Last week’s flurry of IPOs saw no less than seven companies begin selling shares on Wall Street for the first time. While several of these debut performances were remarkably well received by investors, however, one company looks as though it is has been singled out for success.
The Denver, Colorado-based Antero Resources Corporation ($AR) held its IPO on Thursday Oct. 10 under the aegis of the private equity firm Warburg Pincus LLC with an initial offering consisting of 30 million shares priced in a range of $38 to $42 each. The oil & gas exploration and production company’s stock was quickly gobbled up by investors, however, and by the end of the day Antero ended up selling nearly 36 million shares, and closing at $52 per and raising over $1.5 billion in the process.
Last Thursday’s events were foreshadowed the previous day on Equities.com, whose very own IPO expert Francis Gaskins who bluntly described the company’s prospects with his observation that “AR is on a fast ramp-up growth path.” Furthermore, the two trading sessions that have followed in the wake of Antero’s debut have done nothing but confirm this blunt optimism; by Friday’s closing bell, shares were had edged up to just over $53, and at the conclusion of Monday’s session had added another 4.40 percent to end the day at $55.64.
What’s All the Excitement About?
Part of the bullishness around Antero Resources has to do with timing. The company has entered the publicly traded phase of its existence just as the oil and gas economy is being dramatically reorganized to focus on “unconventional” reserves. Thanks to rapid advances over the last decade in exploratory and drilling technology, in particular with 3-D microseismic imaging, the energy industry has gained access to enormous new reserves of oil, natural gas, and liquid natural gas that were previously thought to be out of reach, or were simply undiscovered.
Offshore, these reserves are located under thousands of feet of water and sand beneath the floor of the ocean, and the process of reaching them is incredibly risky. Onshore, the process of hydraulic fracturing has released copious amounts of oil and gas from the shale formations miles beneath the ground we walk on.
In the United States in particular, the ever-increasing abundance of shale plays is the main driver of the “energy revolution” of which Antero is very much a part, operating as it does in two of the most plentiful of the country’s (known) reserves in the Appalachian Basin underpinning the country’s Northeastern portion.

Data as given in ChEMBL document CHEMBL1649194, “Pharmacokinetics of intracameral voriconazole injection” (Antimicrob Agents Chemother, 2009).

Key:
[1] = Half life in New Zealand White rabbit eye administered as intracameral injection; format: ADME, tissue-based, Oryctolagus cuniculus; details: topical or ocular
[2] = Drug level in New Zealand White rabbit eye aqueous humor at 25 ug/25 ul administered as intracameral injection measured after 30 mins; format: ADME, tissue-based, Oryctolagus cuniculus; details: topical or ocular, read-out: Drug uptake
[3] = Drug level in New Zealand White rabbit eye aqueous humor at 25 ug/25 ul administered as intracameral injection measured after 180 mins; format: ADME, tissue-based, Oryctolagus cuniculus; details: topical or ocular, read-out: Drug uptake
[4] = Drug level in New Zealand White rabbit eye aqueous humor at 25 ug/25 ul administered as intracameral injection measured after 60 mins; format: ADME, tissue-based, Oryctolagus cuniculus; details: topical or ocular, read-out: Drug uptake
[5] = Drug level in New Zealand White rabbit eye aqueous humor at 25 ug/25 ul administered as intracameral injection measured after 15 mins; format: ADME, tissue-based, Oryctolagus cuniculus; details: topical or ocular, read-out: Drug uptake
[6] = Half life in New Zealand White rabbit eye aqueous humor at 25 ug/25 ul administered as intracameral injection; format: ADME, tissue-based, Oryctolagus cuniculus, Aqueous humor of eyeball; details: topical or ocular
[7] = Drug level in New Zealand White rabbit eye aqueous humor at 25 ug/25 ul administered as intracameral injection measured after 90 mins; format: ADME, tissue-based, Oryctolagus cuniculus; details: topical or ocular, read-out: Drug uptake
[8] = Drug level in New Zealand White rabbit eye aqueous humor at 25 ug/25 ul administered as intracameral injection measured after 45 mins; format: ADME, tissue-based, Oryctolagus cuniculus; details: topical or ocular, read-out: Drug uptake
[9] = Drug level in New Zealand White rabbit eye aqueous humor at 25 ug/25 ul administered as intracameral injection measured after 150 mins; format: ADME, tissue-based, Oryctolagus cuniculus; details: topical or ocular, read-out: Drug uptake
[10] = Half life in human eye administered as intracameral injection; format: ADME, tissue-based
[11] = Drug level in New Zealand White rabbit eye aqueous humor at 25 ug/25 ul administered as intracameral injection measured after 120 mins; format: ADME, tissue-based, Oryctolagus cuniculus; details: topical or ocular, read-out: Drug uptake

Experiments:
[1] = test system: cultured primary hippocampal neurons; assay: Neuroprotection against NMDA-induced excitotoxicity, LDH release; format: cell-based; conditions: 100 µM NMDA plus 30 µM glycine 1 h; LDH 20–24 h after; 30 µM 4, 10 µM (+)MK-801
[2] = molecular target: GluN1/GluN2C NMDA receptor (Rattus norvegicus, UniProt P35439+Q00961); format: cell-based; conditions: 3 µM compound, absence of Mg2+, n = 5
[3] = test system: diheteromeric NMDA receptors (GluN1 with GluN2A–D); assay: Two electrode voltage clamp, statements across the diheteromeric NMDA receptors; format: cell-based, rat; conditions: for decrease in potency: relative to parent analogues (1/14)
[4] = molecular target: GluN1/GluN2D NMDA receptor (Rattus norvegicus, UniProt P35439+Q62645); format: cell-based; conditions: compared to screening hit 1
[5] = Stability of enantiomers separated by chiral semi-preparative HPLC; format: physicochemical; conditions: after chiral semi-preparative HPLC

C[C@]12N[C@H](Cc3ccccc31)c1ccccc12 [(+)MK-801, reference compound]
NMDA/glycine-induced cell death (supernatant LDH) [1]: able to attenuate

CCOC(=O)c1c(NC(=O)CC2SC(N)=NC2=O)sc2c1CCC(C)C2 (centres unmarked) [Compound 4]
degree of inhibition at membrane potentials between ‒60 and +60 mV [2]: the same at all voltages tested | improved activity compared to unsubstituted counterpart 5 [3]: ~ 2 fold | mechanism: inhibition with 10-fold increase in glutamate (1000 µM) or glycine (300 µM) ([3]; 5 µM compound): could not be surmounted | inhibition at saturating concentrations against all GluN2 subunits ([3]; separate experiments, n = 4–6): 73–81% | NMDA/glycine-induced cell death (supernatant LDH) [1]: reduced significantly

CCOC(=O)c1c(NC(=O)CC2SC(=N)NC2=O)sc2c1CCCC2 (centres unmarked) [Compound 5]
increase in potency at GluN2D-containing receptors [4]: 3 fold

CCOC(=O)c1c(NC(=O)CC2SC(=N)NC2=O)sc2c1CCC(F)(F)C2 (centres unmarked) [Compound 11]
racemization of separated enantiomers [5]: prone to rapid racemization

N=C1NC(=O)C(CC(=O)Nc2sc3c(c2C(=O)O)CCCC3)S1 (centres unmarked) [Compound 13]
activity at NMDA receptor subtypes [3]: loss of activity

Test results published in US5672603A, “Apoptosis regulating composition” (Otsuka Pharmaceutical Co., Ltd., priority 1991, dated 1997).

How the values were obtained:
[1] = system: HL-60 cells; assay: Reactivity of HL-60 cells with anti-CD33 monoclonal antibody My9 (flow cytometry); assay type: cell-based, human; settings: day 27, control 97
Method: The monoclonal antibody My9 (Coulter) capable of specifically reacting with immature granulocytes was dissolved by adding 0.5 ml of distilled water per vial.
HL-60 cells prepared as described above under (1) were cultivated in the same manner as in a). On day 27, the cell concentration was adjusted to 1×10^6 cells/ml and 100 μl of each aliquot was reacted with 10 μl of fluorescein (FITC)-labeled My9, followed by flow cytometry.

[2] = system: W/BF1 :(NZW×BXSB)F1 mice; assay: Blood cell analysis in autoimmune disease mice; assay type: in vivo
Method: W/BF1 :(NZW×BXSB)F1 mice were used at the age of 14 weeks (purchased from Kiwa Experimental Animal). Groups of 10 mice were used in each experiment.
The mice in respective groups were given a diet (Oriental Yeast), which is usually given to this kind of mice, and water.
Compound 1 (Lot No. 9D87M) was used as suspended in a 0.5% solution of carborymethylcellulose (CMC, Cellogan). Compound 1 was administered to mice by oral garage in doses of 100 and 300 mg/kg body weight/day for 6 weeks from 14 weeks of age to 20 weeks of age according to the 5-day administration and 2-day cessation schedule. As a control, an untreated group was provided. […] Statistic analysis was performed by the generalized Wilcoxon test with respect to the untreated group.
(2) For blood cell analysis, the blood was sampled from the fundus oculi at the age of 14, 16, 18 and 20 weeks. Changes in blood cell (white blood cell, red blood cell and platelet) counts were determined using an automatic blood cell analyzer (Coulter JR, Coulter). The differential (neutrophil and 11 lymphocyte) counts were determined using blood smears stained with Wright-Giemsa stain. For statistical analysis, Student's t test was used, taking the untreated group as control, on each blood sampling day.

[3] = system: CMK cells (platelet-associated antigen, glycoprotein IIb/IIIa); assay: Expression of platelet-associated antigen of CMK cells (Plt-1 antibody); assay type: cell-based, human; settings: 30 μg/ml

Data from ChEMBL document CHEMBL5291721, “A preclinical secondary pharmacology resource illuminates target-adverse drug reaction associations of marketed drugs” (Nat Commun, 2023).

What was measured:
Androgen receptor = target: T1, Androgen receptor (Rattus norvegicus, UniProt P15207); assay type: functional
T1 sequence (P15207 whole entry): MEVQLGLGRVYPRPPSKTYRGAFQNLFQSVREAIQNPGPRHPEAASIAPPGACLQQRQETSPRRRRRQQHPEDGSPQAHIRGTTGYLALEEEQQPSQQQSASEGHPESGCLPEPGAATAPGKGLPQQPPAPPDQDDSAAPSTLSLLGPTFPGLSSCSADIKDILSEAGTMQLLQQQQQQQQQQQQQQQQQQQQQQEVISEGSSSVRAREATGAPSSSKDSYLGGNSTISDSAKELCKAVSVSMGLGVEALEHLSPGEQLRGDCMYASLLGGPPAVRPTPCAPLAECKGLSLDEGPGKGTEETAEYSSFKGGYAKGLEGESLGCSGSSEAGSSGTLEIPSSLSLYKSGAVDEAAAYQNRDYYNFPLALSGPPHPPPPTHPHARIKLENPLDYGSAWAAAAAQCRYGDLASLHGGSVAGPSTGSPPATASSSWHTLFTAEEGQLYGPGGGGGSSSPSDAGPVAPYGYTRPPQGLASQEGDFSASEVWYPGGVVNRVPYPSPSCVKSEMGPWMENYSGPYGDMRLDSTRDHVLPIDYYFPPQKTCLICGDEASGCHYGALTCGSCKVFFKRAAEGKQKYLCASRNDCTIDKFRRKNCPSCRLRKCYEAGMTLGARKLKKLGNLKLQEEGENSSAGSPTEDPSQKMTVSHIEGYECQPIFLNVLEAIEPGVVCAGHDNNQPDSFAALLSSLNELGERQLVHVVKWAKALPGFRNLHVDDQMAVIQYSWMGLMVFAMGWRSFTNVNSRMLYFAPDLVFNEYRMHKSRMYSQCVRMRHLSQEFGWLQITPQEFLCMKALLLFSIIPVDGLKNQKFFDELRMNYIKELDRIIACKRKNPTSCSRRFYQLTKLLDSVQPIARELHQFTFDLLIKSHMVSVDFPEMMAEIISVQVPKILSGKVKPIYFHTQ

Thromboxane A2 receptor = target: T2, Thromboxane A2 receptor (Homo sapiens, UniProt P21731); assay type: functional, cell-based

Between the Utica shale, where the company sits on over 100,000 net acres, the Marcelus shale where it sits on over 300,000 acres, and the Upper Devonian shale where it owns rights on prospects, Antero as of the month of June reported proven reserves at about 28 trillion cubic feet of natgas equivalent. The company is optimistic about its chances in the Appalachian, with 4,576 different well positions staked out, about two thirds of which are expected to be sitting on particularly large amounts of gas.
Operationally, the company is sound; for the month of September, Antero produced 640 million cubic feet of natural gas equivalent per day, the larger portion of which comes out of the Marcellus shale. For the second quarter of 2013, the company saw a year-over-year increase in production of 120 percent.
Antero also sits on a strong financial foundation. Low operating costs are bolstered by a hefty 2013 capital budget of $2.45 billion, of which $1.45 was allocated to drilling and completion at gas-rich wells. For the first six months of the year, the company reported revenue of $448 million, a 50 percent increase on the prior year period.
In the longer term, however, it remains to be seen how willing the global energy economy is to exchange crude for natural gas and liquid natural gas. Over 90 percent of Antero’s reserves are natural gas and equivalents, and while the overall trend seems to be pointing in that direction, gas is still not as profitable as highly valued crude. With that said, the company has steadily been upping its production of oil over the past year.
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